COLUMBIA -- South Carolina senators voted today to continue allowing the state health plan to cover abortions for victims of sexual crimes, as they pushed debate on their $5.8 billion spending plan into a third week.
The all-male Senate voted 26-20 to trump Sen. Lee Bright's proposal to end the exceptions for victims of rape and incest.
With Bright threatening to prolong the process, the Senate then adjourned without voting on its budget proposal for the fiscal year that starts July 1. Debate will resume Wednesday, since Tuesday is a Confederate Memorial Day, a state holiday.
Senators spent most of their sixth day on the budget talking around the abortion issue -- on issues ranging from Medicaid to road construction -- as some tried to negotiate a compromise. After that attempt failed, senators voted to close debate.
An incensed Bright took the podium to criticize senators for limiting his time to speak and accused them of killing children with taxpayer money.
"We're supposed to support life," he said to Republicans. "You take away someone's opportunity to be heard and limit debate, you've said guilty to that unborn child for the sins of the father. You're going to kill a child. We've sat here as judge, jury and execution."
Senate Finance Chairman Hugh Leatherman, who occupied the podium for much of the day, said he could not live with himself knowing he could be forcing a young girl to carry a child resulting from rape.
"I'm not going there," said Leatherman, R-Florence. On the cloture vote, he said, "The Senate has historically taken whatever action was needed to get its business done."
A complex compromise offered by Sen. Brad Hutto, D-Orangeburg, would've ensured that no taxpayer money paid for the abortions. It would've created a separate account funded solely by employee premiums to pay for abortions in those limited cases. Employees could choose to opt out, so that none of their premiums went toward the fund. But a senator objected, preventing a vote on the compromise.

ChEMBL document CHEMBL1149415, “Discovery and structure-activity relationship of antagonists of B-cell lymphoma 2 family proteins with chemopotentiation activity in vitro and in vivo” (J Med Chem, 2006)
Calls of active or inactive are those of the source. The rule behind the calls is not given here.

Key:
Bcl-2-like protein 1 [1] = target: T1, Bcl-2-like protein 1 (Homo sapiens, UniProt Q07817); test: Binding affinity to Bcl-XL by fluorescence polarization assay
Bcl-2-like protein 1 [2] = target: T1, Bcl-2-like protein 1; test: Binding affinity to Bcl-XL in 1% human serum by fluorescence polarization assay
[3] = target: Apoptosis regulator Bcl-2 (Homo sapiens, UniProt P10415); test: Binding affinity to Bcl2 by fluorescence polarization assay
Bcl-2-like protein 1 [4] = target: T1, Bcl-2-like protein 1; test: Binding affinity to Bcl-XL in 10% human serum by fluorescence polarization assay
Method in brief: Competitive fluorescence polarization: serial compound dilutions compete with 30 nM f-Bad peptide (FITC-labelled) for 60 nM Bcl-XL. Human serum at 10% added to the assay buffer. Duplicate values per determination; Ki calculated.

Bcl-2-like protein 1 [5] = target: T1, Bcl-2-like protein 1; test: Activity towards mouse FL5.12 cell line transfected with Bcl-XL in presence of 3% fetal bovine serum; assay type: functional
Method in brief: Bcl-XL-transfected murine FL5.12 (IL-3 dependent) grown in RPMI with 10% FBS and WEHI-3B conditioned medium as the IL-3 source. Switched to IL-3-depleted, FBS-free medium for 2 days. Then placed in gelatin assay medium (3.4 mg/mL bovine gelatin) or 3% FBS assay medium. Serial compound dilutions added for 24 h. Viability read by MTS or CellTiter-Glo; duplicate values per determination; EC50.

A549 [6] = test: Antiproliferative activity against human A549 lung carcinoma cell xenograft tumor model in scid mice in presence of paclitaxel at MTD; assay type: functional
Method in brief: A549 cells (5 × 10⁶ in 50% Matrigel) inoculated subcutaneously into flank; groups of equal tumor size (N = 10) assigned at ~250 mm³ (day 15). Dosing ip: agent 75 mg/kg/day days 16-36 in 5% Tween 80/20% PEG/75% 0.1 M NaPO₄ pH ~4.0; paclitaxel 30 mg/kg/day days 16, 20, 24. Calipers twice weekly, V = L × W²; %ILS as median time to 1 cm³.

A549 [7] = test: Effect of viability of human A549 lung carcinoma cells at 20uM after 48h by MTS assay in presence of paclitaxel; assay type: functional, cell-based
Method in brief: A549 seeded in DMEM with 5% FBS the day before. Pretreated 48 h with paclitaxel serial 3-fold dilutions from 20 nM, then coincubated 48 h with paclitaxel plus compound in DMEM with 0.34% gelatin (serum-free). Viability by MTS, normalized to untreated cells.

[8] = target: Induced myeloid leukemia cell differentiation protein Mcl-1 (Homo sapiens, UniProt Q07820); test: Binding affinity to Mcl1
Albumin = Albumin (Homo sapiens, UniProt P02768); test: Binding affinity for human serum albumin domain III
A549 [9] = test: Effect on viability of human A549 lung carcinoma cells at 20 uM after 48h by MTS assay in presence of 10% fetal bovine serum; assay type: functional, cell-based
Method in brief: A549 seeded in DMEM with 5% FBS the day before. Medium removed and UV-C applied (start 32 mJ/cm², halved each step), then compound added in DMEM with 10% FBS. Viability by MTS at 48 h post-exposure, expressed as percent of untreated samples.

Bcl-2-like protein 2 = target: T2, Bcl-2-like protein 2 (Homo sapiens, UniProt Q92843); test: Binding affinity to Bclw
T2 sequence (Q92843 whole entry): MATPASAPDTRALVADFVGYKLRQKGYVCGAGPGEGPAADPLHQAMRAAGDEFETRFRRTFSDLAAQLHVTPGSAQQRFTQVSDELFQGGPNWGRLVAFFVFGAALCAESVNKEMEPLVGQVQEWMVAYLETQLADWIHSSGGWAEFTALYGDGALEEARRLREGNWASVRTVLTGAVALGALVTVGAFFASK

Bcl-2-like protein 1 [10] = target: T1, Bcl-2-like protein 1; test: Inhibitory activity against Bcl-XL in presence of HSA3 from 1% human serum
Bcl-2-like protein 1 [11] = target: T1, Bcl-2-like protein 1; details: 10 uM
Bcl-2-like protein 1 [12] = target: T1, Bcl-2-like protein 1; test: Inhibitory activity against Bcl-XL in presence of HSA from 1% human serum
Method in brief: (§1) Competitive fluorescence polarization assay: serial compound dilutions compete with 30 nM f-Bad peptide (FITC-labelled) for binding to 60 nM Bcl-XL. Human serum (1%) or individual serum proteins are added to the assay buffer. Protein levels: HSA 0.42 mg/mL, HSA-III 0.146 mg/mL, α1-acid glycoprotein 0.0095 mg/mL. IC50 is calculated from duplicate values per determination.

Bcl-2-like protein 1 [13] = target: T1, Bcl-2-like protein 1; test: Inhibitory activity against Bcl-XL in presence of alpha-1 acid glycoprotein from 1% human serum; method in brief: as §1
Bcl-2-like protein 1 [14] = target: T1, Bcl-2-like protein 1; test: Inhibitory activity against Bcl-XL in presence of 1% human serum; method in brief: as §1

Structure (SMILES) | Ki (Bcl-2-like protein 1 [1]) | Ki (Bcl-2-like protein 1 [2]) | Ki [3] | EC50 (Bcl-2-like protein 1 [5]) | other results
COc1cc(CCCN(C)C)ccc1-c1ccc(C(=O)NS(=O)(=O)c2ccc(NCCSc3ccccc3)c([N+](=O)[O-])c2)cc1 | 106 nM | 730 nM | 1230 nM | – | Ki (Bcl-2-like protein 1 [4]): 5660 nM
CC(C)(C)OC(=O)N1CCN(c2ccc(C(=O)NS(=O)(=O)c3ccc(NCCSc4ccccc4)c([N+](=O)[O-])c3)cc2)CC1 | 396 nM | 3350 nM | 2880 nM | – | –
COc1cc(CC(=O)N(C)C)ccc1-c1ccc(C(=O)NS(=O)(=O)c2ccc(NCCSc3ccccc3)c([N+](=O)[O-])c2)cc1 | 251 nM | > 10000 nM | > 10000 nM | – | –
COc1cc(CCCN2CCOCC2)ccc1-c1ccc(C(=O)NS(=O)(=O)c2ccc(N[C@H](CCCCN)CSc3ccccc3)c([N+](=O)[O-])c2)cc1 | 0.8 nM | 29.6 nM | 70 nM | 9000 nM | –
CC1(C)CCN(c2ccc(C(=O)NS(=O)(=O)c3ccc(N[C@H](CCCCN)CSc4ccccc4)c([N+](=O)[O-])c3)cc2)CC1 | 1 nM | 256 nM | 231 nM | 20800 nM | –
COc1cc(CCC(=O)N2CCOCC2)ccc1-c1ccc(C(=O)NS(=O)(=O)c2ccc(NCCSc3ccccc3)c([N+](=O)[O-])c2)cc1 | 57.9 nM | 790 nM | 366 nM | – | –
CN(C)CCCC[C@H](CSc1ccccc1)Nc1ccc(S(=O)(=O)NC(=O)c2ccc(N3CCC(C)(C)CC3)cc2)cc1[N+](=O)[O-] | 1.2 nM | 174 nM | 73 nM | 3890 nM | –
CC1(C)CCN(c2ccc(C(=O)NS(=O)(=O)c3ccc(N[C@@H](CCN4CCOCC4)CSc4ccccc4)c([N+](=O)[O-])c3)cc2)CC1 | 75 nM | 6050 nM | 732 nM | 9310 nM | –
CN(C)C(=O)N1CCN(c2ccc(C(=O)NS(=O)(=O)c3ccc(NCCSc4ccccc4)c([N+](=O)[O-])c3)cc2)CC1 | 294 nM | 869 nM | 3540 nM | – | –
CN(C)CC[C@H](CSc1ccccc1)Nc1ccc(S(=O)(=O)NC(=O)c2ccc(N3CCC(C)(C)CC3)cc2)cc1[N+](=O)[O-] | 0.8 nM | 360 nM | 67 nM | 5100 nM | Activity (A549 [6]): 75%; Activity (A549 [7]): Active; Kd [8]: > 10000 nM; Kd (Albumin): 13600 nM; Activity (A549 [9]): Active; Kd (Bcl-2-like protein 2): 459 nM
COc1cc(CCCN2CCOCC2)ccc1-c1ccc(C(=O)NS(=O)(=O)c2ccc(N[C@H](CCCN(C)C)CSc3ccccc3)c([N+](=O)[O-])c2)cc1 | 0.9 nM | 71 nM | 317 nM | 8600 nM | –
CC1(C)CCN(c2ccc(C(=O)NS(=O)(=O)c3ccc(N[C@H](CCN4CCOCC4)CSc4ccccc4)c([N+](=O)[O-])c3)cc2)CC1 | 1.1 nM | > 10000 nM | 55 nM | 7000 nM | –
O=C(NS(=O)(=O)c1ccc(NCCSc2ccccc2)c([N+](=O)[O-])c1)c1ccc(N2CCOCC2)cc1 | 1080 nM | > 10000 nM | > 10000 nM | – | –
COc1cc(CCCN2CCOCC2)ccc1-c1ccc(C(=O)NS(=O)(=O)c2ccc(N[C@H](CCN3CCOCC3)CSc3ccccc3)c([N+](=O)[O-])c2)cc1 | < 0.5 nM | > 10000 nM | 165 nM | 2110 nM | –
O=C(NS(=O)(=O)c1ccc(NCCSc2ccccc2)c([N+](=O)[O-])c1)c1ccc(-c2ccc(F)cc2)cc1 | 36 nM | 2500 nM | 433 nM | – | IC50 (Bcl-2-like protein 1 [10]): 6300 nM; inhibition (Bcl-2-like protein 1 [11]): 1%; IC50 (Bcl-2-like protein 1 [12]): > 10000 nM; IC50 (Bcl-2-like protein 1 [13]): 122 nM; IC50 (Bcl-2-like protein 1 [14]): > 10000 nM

In the end, senators wound up with the same policy the state's had for three decades: Abortion coverage is barred except in the cases of rape, incest, or when the mother's life is in jeopardy.
"It's almost dysfunctional," Sen. Larry Martin, R-Pickens, said after adjournment. "We've got to get this train back on the track."
Unable to have his say, Bright pledged to drag out votes on every piece of the budget. Because of chamber rules and a new law pushed by Gov. Nikki Haley, each section requires a roll call vote. Bright can spend up to 30 minutes talking before each vote.
"If we can't agree on killing babies, whether that's right or wrong, we're not going to agree on anything," he said.
In budget debate Wednesday, senators agreed to require that abortion clinics notify women that a fetus feels pain at 20 weeks. The printed material would tell a woman she can request anesthesia for the fetus during an abortion. The debate then turned to the health care coverage exemptions.
Leatherman said abortion issues don't belong in the budget debate, and he may advocate changing chamber rules to limit debate on what's deemed non-budgetary.
Also on Wednesday, the Senate approved putting $12.4 million in the budget for new school buses. The money is enough to buy 137 buses, according to the state Education Department.
Combined with used ones recently bought from other states, the agency would be able to take all 1984-1986 buses off the road, leaving the oldest at 24 years old.
The Legislature hasn't designated any money for buses since the 2007-08 budget. That $40.2 million bought 529.
South Carolina is the only state to own and maintain a statewide school bus fleet. The Legislature approved a 15-year replacement cycle for buses in 2007. But no money has been designated for buses amid the economic downturn.